How to Calculate the Capital Asset Pricing Model (CAPM)

The capital asset pricing model is often called CAPM for short. It is an investment theory that shows the relationship between the expected return of an investment and market risk. So CAPM is a formula that's used to calculate the expected return of security given its level of systemic risk. So in our formula, we got the expected return of security on the left side which is Ri. That expected return (Ri) is equal to the risk-free rate of return, that's a rate of return you would earn on an investment that has zero risk for example you might say a three-month US Treasury bill. Let's say the rate of return on that was 1.25% then that would be your risk-free rate and then you add to that the beta (βi) of security. So the beta is a measure of the systemic risk of this security.

So we've got this measure of systemic risk beta and then we multiply that by this whole market risk premium. The market risk premium is the expected return of the market minus the risk-free rate. So when we take the market risk premium, we multiply it by the beta of that security and then we add the risk-free rate that's going to tell us the expected return of security (Ri). So this whole thing is the Capital Asset Pricing Model or CAPM.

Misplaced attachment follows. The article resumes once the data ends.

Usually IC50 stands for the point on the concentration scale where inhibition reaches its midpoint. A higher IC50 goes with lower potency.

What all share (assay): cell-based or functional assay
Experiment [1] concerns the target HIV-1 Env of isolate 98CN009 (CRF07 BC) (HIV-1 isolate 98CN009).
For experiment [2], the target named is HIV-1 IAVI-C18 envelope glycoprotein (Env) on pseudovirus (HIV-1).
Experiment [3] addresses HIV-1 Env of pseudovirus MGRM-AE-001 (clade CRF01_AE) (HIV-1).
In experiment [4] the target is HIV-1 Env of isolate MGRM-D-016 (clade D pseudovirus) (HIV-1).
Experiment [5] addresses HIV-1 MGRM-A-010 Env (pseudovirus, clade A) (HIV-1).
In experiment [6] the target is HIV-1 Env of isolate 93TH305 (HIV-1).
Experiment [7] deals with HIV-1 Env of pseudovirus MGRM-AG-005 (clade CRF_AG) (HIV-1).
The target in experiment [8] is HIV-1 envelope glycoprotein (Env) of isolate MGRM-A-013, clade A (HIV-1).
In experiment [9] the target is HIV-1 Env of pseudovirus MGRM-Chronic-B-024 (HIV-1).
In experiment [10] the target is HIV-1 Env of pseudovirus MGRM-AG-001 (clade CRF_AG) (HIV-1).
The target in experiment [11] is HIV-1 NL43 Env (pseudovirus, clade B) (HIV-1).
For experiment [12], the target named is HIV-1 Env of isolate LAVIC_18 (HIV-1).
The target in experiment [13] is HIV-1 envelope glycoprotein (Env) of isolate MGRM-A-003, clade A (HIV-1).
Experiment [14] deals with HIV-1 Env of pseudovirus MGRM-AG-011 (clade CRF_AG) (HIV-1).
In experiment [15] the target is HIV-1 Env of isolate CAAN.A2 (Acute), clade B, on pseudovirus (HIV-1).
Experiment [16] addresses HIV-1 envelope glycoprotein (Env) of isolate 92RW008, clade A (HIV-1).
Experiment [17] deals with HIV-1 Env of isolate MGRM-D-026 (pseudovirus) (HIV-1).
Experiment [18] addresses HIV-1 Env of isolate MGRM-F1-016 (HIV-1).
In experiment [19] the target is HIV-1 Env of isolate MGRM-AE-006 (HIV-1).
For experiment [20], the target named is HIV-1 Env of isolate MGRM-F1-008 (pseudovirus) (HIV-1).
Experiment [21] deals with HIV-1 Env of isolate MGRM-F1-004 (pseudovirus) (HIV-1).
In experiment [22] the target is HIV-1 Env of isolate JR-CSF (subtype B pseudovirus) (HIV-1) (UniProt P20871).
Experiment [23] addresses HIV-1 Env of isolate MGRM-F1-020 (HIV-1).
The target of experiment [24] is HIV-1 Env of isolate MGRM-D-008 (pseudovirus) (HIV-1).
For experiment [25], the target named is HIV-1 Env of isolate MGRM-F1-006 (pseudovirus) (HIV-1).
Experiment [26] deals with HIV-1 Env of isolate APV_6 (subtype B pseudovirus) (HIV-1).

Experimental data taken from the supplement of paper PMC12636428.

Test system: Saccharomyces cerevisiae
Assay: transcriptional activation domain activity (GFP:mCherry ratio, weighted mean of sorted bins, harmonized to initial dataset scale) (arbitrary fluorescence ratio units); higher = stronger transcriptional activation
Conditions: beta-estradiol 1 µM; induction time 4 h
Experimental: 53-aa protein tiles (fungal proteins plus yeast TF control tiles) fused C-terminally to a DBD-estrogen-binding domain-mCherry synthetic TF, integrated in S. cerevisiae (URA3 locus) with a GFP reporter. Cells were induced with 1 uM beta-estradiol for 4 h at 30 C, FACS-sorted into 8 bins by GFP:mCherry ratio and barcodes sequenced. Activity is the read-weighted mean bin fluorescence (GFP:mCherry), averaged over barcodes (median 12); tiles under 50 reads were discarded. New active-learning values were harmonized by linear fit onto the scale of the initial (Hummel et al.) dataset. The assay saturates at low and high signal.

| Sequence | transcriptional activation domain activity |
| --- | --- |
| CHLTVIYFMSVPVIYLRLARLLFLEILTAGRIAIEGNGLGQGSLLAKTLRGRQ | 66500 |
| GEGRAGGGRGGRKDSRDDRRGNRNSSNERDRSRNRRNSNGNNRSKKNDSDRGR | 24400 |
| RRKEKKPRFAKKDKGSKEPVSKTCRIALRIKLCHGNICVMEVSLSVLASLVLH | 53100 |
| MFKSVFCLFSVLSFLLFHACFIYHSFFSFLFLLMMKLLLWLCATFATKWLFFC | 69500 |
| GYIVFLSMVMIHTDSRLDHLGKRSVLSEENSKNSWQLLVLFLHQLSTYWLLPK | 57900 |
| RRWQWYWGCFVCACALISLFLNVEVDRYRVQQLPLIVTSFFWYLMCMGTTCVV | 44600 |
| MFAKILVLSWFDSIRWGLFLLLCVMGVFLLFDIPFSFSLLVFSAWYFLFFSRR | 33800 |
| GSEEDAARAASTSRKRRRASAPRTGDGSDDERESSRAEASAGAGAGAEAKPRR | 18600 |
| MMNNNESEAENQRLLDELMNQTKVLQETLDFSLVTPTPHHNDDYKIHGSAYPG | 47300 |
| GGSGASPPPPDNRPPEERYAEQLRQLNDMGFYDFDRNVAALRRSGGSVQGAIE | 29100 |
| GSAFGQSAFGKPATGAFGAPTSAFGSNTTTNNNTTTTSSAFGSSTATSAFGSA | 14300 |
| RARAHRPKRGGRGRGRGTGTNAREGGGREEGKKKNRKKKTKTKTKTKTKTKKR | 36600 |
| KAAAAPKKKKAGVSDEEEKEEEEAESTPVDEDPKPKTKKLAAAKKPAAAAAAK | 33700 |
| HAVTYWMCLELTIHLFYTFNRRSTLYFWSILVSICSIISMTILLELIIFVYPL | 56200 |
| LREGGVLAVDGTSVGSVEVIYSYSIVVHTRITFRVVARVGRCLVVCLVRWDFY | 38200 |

By the way, so you'll sometimes hear it was somebody talking about a stock if someone thought about the stock in Microsoft or Caterpillar or some company you might hear them talking about the cost of equity capital and that is the same as this thing s Ri in our formula. So this expected return of security Ri this return is basically the return that investors expect to receive given the level of risk that they are bearing, how much risk are they're bearing? Well, that's what bata tells us. So when we say what is the cost of equity capital for caterpillar shareholders and we're thinking about stock in Caterpillar let's say it was 9.21%. That's what it's telling us is that's the expected return of Caterpillar stock that someone would be expecting. So we'd say that's the cost of equity capital.

Now I'm gonna write some more articles on CAPM but one thing I really want you to know is that what is the implication here of the capital asset pricing model. That is the more systemic risk that the security has, it's going to be the higher return that the investors are expecting. So here's our measure of systemic risk which is that beta if beta let's say that was 1.25 and then we were to increase it to 3. So the higher we make this beta the higher is going to be the expected return of the security. If you are an investor and I tell you to look it's actually this investment is riskier, it's instead of the risk being 1.25 it's 3 or it's 4 or something like that, the more risky the security is which is measured here by beta, the higher the return you are going to want to receive because you are wanting as an investor to be compensated for barring that risk.

Herewith the capital asset pricing model, we're assuming just that there's a single factor, we'll later go in and add additional factors. So there's actually more and what we'll talk about multi-factor models in the future but for right now this is a single factor model. We're really just looking at this market risk premium times the amount of systemic risk and then we add that to the risk-free rate and that is telling us the return that the investors in that security expect to receive given these factors.

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